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Legg Calve Perthes

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As with most childhood injuries this condition was named after the 2 Doctors that first described it Legg-Calve and Perthes in the early 1900’s. The condition affects the upper part of the thigh bone where it forms the hip joint with the pelvis. Damage occurs to the blood vessels of the head of the Femur causing the shape of the head of the femur to change overtime.


The condition tends to start early in life ranging anything from 2-13. But the most common age of presentation is between 6-9 years old for girls and 7-11 years old for boys. These are the ages where primary ossification of the bone are occurring and the femoral head changing in shape and structure from softer cartilage to firmer bone and the blood supply is at an increased risk of damage.


This condition can also be referred to as: ischaemic necrosis of the hip, osteochondritis or avascular necrosis of the femoral head.

Signs & Symptoms

Legg-Calve Perthes (LCP) can present with a number of symptoms:

  • Limp where the knee lifts up and out to walk, more noticeable late in the day or after prolonged sitting.
  • Pain usually worse later in the day and after activity.
  • Reduced ability to move the hip in the same way as the other hip.

History / Presentation

There are 2 broad categories of presentation for these patients:


  • Child that has had an innocuous contact to the hip (this is not often remembered).
  • A very physically active child who has developed hip pain over a period of time.


  • The prevalence of this injury is relatively rare. Affecting less than 4 in 100,000 children, with boys 5 times more likely than girls.
  • The conditions affect all races but Caucasians more so.
  • Children who have poorer nutrition are also more likely to suffer with this condition, particularly around calcium and vitamin D intake.


There are a number of classification systems for LPC but the most broadly used is the Modified Lateral Pillar Classification.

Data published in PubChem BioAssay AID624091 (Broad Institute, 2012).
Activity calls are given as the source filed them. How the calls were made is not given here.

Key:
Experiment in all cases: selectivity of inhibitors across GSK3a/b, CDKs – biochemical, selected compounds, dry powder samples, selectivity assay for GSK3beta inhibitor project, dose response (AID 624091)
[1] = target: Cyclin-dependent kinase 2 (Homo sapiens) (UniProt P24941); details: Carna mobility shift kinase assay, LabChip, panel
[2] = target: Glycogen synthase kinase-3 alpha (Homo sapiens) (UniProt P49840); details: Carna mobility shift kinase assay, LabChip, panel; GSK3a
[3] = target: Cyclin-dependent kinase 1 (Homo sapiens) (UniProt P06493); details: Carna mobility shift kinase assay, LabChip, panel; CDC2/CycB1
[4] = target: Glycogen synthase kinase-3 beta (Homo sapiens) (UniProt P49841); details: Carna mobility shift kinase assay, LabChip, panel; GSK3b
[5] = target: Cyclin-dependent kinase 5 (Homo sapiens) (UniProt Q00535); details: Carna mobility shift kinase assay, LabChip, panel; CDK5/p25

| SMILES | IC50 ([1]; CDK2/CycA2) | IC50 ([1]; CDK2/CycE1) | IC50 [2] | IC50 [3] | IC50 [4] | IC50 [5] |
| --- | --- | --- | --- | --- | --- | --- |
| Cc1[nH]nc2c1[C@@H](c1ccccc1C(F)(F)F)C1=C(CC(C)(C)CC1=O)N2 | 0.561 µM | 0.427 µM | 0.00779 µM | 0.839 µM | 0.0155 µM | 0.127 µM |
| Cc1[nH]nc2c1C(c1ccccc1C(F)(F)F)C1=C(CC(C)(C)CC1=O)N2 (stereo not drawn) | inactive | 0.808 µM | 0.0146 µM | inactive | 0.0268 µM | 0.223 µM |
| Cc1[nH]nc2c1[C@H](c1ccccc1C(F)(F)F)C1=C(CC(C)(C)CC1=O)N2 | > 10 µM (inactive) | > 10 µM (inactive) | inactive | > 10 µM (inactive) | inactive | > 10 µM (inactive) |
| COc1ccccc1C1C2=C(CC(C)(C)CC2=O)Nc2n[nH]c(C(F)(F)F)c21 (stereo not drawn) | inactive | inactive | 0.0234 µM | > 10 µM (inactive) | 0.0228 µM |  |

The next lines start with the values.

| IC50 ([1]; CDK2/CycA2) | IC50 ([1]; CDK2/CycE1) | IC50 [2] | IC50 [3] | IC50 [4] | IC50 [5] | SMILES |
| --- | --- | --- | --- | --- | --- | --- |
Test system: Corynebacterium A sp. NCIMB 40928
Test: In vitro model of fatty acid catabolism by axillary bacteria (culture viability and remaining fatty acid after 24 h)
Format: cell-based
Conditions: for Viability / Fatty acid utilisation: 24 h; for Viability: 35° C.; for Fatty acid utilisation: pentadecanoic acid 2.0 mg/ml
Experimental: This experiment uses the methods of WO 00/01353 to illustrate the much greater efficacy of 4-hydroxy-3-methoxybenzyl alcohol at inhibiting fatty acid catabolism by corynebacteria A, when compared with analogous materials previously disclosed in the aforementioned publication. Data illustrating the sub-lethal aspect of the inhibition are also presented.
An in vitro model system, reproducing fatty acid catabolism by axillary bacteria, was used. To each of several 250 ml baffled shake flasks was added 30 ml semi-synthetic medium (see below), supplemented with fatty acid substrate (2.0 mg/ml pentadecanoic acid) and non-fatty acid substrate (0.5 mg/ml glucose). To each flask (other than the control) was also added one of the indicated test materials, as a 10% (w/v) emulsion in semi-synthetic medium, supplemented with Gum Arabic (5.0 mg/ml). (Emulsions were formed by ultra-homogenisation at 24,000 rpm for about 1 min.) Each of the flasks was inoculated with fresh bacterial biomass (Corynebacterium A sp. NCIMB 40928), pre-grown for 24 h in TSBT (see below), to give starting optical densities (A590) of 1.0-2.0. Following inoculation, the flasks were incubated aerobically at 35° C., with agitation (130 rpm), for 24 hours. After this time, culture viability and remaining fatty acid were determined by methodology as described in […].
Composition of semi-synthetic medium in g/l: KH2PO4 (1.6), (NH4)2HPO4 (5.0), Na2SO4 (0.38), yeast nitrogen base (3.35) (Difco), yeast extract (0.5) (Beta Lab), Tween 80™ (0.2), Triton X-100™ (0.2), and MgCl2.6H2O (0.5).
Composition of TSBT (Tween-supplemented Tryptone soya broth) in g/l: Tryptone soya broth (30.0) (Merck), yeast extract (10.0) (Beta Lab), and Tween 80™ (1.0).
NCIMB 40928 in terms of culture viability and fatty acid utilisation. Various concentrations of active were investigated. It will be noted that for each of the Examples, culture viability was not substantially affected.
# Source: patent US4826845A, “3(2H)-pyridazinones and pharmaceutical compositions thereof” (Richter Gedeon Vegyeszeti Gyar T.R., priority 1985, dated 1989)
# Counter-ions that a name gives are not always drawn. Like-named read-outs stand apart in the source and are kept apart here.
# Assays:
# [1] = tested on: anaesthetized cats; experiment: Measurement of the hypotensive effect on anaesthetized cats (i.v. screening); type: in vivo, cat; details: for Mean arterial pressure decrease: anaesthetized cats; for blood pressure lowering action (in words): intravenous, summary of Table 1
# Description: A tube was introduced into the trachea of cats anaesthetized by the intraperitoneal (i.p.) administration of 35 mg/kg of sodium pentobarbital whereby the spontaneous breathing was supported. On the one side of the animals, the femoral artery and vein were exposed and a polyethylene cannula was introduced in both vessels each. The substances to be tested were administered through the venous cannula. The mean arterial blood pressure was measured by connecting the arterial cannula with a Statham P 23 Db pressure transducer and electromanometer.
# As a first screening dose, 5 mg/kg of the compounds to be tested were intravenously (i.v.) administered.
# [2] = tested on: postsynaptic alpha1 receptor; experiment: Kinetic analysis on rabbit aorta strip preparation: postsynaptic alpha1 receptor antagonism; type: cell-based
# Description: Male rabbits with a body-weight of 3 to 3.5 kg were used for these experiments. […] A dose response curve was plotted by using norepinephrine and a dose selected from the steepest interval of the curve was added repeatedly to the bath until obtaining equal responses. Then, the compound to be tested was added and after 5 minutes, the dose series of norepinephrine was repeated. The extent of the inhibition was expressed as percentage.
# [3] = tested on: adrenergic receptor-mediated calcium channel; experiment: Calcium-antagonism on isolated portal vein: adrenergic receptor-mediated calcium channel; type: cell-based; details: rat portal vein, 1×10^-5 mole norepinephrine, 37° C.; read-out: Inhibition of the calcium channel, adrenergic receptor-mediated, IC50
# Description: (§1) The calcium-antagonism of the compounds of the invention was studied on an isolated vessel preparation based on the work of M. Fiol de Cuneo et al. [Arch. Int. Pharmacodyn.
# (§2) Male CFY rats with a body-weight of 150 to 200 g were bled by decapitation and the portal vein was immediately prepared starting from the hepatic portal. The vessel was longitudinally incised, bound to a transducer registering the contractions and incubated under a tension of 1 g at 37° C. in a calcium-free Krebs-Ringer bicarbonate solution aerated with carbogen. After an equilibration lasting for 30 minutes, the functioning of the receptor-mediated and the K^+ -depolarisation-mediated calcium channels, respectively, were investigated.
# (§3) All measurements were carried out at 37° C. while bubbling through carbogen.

Essentially the greater the loss of lateral pillar height at the time of diagnosis relates well to overall outcome.

A –          Femoral Head affected but lateral Pillar preserved

B –           Upto 50% loss of femoral head height

B/C –      50% or greater loss of lateral pillar or overall height

C –           Greater than 50% overall loss of the femoral head height


The management of LCP depends on 2 main prognostic factors firstly changes that have occurred to the femoral head at diagnosis. Most type A and B will have favourable management outcomes. Type B/C have moderate outcomes so doing well and others less so. Type C generally can expect poorer outcomes.


Secondly the age at diagnosis. Before age 6 usually results in a good outcome, between 6-8 variable outcome but usually respond well to treatment and up to 80% have a favourable outcome. Greater than age 8 is usually associated with a poorer outcome.

Treatment & Management

Each case is treated individually based on a number of factors including changes of shape in the femoral head, age and prognosis in the longer-term.


In some cases, an Orthopaedic surgeon will need surgically re-align the head of the femur to best fit the cup in the pelvis – this is called an Osteotomy. For the greater majority of patient’s conservative therapy will involve anti-inflammatory medications and after this good rehabilitation from a Physiotherapist will focus on returning normal movement to the hip joint, strengthening the muscles to allow return to daily activities, then finally specific rehabilitation and progressive return to sporting activities.

Patient Resource

References Disease accessed 29/04/2020

Krieg A. Et al (2018) Legg-Calve-Perthes Disease and its Physiotherapy – “if the hip melts away”. HSOA Journal of Orthopaedic Research and Physiotherapy 3:37-41 DOI: 10.24966/ORP-2052/100037

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